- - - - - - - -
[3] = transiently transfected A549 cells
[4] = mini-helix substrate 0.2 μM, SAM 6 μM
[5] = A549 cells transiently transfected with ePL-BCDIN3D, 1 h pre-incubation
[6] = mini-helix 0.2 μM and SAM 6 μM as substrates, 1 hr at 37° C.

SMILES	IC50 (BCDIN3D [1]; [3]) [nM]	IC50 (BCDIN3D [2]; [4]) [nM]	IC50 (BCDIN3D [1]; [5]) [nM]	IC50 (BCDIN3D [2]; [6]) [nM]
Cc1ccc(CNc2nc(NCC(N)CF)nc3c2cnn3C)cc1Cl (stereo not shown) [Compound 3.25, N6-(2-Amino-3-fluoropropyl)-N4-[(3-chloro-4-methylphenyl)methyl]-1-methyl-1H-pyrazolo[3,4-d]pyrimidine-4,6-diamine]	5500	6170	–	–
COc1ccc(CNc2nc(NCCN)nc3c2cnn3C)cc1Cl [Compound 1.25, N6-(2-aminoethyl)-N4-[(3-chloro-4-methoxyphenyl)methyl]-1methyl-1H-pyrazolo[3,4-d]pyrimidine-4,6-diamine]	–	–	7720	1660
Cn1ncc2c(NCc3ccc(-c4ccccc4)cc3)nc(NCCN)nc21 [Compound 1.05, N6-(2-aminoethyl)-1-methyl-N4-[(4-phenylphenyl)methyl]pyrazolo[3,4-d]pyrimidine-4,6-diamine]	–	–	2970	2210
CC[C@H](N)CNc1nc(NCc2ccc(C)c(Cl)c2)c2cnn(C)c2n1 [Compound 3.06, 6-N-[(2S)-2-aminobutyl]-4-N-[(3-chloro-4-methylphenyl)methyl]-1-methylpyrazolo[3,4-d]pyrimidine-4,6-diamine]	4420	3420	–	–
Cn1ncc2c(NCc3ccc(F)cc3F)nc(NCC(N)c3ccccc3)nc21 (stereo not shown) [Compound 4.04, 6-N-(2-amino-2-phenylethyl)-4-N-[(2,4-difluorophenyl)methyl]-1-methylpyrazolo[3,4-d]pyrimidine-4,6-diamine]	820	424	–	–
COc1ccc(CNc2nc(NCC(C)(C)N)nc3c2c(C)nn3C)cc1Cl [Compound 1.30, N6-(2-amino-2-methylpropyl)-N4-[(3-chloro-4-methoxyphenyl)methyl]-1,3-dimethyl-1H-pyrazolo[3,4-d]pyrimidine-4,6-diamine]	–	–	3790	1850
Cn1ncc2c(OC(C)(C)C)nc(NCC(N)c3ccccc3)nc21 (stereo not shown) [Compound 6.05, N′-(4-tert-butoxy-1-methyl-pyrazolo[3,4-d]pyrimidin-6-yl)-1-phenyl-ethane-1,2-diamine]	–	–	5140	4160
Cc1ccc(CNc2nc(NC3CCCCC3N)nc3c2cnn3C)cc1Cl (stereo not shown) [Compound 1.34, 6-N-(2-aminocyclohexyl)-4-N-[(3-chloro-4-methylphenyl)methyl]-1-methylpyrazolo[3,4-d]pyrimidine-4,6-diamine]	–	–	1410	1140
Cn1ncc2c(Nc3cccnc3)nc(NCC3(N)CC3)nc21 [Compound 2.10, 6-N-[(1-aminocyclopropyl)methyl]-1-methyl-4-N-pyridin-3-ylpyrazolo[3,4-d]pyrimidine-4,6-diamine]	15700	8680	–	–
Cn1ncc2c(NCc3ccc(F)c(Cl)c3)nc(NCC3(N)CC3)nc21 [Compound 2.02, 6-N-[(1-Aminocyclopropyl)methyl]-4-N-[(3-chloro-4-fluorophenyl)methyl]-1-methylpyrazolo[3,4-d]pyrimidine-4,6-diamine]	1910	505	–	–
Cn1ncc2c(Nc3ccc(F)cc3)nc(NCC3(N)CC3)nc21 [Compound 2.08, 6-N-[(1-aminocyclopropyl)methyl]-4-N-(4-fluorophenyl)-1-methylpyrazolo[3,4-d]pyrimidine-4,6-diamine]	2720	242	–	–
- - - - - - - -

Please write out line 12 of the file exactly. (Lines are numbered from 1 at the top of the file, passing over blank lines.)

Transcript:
Cn1ncc2c(OC(C)(C)C)nc(NCC(N)c3ccccc3)nc21 (stereo not shown) [Compound 6.05, N′-(4-tert-butoxy-1-methyl-pyrazolo[3,4-d]pyrimidin-6-yl)-1-phenyl-ethane-1,2-diamine]	–	–	5140	4160